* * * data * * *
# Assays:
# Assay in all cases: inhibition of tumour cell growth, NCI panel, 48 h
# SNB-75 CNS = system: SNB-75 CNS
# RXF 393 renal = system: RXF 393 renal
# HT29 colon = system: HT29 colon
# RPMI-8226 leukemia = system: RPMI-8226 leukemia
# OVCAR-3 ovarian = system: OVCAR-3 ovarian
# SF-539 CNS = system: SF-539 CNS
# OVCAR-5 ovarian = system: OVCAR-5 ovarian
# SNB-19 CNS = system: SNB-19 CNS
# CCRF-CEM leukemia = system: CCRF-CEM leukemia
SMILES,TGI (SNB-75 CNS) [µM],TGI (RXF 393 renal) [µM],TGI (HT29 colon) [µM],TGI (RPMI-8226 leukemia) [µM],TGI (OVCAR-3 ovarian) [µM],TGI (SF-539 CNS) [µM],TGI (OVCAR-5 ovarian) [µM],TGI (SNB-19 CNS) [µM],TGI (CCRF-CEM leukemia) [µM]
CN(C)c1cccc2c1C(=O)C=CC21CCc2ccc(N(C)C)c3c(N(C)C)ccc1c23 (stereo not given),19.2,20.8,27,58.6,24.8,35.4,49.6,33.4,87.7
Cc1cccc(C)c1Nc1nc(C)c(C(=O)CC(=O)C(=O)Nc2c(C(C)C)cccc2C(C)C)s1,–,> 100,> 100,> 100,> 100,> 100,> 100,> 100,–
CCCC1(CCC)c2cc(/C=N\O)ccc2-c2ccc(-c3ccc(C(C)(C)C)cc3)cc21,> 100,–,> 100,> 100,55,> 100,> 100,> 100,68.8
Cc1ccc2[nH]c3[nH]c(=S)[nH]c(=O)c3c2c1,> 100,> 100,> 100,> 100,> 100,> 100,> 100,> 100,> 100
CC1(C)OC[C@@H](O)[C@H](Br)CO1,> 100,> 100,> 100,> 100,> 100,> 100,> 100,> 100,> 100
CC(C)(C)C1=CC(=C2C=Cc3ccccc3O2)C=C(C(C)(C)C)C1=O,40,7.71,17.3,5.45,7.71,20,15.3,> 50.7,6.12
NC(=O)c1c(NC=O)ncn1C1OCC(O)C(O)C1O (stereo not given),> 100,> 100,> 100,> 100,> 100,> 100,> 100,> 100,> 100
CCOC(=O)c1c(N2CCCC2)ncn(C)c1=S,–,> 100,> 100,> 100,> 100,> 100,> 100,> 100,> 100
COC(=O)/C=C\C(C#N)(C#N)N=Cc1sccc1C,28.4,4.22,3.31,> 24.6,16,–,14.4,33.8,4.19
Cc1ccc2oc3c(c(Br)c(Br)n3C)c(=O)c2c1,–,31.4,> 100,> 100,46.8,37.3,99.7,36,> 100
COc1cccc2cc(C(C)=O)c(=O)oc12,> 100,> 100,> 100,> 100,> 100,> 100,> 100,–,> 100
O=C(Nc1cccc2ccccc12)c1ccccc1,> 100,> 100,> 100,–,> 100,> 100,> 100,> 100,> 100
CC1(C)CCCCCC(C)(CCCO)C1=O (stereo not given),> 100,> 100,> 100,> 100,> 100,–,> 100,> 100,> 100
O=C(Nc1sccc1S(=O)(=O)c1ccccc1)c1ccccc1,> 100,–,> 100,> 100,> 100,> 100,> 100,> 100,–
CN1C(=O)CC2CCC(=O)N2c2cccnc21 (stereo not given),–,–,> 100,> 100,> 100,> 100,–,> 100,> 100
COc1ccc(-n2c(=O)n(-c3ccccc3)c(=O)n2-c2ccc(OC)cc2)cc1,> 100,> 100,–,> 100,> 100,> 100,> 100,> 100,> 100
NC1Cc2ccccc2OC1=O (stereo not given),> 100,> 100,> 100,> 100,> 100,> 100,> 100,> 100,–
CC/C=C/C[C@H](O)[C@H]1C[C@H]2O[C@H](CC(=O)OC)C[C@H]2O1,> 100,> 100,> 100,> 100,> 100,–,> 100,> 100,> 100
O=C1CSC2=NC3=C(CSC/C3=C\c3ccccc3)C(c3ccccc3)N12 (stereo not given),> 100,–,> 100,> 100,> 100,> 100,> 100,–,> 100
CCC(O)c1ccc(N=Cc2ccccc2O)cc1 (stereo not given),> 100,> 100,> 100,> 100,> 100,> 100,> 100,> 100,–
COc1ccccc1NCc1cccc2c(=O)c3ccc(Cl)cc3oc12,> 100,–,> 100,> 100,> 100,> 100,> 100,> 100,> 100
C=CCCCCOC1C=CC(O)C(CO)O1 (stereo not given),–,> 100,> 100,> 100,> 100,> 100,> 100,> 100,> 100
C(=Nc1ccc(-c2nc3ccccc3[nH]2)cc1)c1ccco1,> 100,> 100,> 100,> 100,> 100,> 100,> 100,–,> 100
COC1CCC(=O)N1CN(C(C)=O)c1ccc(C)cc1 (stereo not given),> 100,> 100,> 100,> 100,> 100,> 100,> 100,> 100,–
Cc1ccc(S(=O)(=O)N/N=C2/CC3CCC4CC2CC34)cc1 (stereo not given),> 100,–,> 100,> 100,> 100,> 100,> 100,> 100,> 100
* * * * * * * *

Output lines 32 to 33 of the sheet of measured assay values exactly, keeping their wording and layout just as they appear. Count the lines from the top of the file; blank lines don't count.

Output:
CCC(O)c1ccc(N=Cc2ccccc2O)cc1 (stereo not given),> 100,> 100,> 100,> 100,> 100,> 100,> 100,> 100,–
COc1ccccc1NCc1cccc2c(=O)c3ccc(Cl)cc3oc12,> 100,–,> 100,> 100,> 100,> 100,> 100,> 100,> 100